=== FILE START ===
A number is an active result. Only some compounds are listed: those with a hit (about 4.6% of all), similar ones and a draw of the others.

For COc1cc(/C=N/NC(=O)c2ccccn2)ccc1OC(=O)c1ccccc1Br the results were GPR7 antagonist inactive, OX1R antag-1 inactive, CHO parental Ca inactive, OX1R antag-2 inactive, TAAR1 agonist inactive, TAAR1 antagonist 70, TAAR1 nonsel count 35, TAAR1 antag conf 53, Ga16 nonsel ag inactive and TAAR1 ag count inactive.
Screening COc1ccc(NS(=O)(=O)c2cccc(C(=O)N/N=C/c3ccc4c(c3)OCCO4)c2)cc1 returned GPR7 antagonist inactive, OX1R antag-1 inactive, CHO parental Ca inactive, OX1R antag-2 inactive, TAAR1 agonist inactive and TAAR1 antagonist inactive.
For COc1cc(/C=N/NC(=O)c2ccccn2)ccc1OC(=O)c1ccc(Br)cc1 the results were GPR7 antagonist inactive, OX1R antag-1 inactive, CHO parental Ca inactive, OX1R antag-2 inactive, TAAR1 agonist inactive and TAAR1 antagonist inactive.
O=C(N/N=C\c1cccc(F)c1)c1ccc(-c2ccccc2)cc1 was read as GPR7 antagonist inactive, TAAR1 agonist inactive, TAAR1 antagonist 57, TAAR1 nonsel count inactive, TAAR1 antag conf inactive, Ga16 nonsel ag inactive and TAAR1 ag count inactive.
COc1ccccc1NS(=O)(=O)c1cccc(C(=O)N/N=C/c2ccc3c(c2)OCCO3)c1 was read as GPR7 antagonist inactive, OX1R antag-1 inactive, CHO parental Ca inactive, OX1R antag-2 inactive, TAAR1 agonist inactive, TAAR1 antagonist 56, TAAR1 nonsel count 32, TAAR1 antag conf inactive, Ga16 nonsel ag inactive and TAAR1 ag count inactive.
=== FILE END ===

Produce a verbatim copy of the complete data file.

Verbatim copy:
A number is an active result. Only some compounds are listed: those with a hit (about 4.6% of all), similar ones and a draw of the others.

For COc1cc(/C=N/NC(=O)c2ccccn2)ccc1OC(=O)c1ccccc1Br the results were GPR7 antagonist inactive, OX1R antag-1 inactive, CHO parental Ca inactive, OX1R antag-2 inactive, TAAR1 agonist inactive, TAAR1 antagonist 70, TAAR1 nonsel count 35, TAAR1 antag conf 53, Ga16 nonsel ag inactive and TAAR1 ag count inactive.
Screening COc1ccc(NS(=O)(=O)c2cccc(C(=O)N/N=C/c3ccc4c(c3)OCCO4)c2)cc1 returned GPR7 antagonist inactive, OX1R antag-1 inactive, CHO parental Ca inactive, OX1R antag-2 inactive, TAAR1 agonist inactive and TAAR1 antagonist inactive.
For COc1cc(/C=N/NC(=O)c2ccccn2)ccc1OC(=O)c1ccc(Br)cc1 the results were GPR7 antagonist inactive, OX1R antag-1 inactive, CHO parental Ca inactive, OX1R antag-2 inactive, TAAR1 agonist inactive and TAAR1 antagonist inactive.
O=C(N/N=C\c1cccc(F)c1)c1ccc(-c2ccccc2)cc1 was read as GPR7 antagonist inactive, TAAR1 agonist inactive, TAAR1 antagonist 57, TAAR1 nonsel count inactive, TAAR1 antag conf inactive, Ga16 nonsel ag inactive and TAAR1 ag count inactive.
COc1ccccc1NS(=O)(=O)c1cccc(C(=O)N/N=C/c2ccc3c(c2)OCCO3)c1 was read as GPR7 antagonist inactive, OX1R antag-1 inactive, CHO parental Ca inactive, OX1R antag-2 inactive, TAAR1 agonist inactive, TAAR1 antagonist 56, TAAR1 nonsel count 32, TAAR1 antag conf inactive, Ga16 nonsel ag inactive and TAAR1 ag count inactive.